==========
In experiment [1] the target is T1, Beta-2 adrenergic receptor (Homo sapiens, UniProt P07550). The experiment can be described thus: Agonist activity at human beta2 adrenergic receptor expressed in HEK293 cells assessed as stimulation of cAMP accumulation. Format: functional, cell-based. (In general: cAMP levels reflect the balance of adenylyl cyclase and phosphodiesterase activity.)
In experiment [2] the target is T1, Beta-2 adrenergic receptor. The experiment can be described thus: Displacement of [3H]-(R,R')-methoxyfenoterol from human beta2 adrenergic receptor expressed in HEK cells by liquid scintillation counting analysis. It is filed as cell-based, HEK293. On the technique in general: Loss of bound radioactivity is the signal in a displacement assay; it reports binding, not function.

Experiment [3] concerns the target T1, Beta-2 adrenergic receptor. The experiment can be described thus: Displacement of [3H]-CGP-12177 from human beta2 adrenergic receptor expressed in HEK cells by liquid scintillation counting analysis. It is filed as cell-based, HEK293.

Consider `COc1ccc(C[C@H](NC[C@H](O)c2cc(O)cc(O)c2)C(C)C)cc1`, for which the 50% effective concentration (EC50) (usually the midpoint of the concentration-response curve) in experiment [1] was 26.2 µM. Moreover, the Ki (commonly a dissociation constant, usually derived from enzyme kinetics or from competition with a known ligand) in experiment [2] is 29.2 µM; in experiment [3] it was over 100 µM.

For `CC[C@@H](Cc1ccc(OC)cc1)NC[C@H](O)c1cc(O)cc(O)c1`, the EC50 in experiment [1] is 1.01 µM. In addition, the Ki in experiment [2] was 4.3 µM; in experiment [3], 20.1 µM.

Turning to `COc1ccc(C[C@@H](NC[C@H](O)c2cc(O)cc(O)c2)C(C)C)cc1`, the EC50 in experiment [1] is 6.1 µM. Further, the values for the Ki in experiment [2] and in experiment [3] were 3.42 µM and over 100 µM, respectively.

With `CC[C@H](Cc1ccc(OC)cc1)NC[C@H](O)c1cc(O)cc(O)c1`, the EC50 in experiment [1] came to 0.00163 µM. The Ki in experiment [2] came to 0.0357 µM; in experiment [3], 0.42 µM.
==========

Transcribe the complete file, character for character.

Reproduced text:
In experiment [1] the target is T1, Beta-2 adrenergic receptor (Homo sapiens, UniProt P07550). The experiment can be described thus: Agonist activity at human beta2 adrenergic receptor expressed in HEK293 cells assessed as stimulation of cAMP accumulation. Format: functional, cell-based. (In general: cAMP levels reflect the balance of adenylyl cyclase and phosphodiesterase activity.)
In experiment [2] the target is T1, Beta-2 adrenergic receptor. The experiment can be described thus: Displacement of [3H]-(R,R')-methoxyfenoterol from human beta2 adrenergic receptor expressed in HEK cells by liquid scintillation counting analysis. It is filed as cell-based, HEK293. On the technique in general: Loss of bound radioactivity is the signal in a displacement assay; it reports binding, not function.

Experiment [3] concerns the target T1, Beta-2 adrenergic receptor. The experiment can be described thus: Displacement of [3H]-CGP-12177 from human beta2 adrenergic receptor expressed in HEK cells by liquid scintillation counting analysis. It is filed as cell-based, HEK293.

Consider `COc1ccc(C[C@H](NC[C@H](O)c2cc(O)cc(O)c2)C(C)C)cc1`, for which the 50% effective concentration (EC50) (usually the midpoint of the concentration-response curve) in experiment [1] was 26.2 µM. Moreover, the Ki (commonly a dissociation constant, usually derived from enzyme kinetics or from competition with a known ligand) in experiment [2] is 29.2 µM; in experiment [3] it was over 100 µM.

For `CC[C@@H](Cc1ccc(OC)cc1)NC[C@H](O)c1cc(O)cc(O)c1`, the EC50 in experiment [1] is 1.01 µM. In addition, the Ki in experiment [2] was 4.3 µM; in experiment [3], 20.1 µM.

Turning to `COc1ccc(C[C@@H](NC[C@H](O)c2cc(O)cc(O)c2)C(C)C)cc1`, the EC50 in experiment [1] is 6.1 µM. Further, the values for the Ki in experiment [2] and in experiment [3] were 3.42 µM and over 100 µM, respectively.

With `CC[C@H](Cc1ccc(OC)cc1)NC[C@H](O)c1cc(O)cc(O)c1`, the EC50 in experiment [1] came to 0.00163 µM. The Ki in experiment [2] came to 0.0357 µM; in experiment [3], 0.42 µM.